Rembrandt van Rijn was also a fantastic engraver. Now, curators have been studying his engravings.
Today, the great news in the art world: Rembrandt and his false engravings. Because according to the Rijksmuseum in Amsterdam a lot of them are false.
According to a recent study, half of the engravings attributed to Rembrandt are false. In fact, during the last 50 years, Rembrandt’s work has been deeply study since he was a ‘victim’ of his own success. Then, a lot of contemporary and posterior artists wanted to imitate him and collectors to sell falsifications.
According to a study completed by the curators of the Rijksmuseum in Amsterdam, half of the engravings attributed to the Dutch artist Rembrandt van Rijn (1606-1669) are not made by him. They were printed after his death by other artists.
After studying 18,000 prints, curators and Jaco Erik Hinterding have concluded that they were not mad in Rembrandt’s workshops or under his direction, because they were not printed during the life of the artist.
The explanation is that 315 Rembrandt’s copper plates were taken by others between 1625 and 1665. The new possessors printed in a very different quality from that used by Rembrandt, who in his later years used only Japanese paper. Furthermore, we can also differentiate these later false copies by their lower quality, since the original plates were losing sharpness with the passage of time. The museum also say that Rembrandt’s techniques created special effects in the engravings, much better that those of the false ones.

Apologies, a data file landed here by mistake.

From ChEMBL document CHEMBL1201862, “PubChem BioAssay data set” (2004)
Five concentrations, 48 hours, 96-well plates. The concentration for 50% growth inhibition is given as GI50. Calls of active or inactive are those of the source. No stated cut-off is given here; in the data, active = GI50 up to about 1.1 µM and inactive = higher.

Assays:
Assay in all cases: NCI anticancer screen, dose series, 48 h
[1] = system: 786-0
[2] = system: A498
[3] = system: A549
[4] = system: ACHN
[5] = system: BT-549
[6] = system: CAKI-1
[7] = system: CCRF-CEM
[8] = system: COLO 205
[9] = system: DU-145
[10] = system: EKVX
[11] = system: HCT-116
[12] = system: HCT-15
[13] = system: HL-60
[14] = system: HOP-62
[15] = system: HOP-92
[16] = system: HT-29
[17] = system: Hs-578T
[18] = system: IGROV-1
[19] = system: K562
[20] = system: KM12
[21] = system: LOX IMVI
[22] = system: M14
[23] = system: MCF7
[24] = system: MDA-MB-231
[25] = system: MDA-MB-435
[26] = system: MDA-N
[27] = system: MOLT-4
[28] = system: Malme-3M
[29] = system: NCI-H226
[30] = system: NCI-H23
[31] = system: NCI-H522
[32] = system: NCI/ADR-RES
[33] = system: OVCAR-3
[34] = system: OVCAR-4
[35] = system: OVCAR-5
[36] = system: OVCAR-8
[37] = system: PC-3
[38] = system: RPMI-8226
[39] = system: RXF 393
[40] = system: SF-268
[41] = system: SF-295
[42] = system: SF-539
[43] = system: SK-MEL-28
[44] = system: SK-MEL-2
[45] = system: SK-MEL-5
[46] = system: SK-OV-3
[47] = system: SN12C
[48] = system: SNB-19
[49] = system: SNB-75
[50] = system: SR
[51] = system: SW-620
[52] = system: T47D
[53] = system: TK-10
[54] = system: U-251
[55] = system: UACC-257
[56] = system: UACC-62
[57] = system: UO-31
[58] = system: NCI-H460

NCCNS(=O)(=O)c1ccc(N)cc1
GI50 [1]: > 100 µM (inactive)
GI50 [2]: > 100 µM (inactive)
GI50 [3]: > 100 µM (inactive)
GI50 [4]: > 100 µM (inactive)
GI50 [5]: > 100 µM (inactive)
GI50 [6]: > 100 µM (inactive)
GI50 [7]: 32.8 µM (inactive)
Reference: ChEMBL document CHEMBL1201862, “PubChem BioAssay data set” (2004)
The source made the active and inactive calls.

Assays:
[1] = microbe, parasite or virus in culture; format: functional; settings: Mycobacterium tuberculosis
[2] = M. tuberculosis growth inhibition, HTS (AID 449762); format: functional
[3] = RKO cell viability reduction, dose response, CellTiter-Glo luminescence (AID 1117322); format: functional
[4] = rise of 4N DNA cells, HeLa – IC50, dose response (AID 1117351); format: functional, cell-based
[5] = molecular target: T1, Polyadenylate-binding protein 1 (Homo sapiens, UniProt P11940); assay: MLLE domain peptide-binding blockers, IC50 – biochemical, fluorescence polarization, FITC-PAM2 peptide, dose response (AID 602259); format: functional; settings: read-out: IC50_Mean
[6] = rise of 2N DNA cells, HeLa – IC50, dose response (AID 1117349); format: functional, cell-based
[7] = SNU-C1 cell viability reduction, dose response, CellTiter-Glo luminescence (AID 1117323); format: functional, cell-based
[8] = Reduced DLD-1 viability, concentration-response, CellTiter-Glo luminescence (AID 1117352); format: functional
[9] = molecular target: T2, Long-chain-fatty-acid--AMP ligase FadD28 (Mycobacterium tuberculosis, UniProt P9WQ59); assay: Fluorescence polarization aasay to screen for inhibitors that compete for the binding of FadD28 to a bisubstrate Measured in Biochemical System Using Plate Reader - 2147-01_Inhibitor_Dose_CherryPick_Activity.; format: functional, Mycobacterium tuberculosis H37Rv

We could think that this discovery could be a disaster, but we would be wrong. Jaco Erik Hinterding believes that the discovery will lead to increase prices for copies attributed to Rembrandt. Then, The Rijksmuseum in Amsterdam has opened an exhibition of engravings by the master of chiaroscuro… Sometimes, life is a joke!
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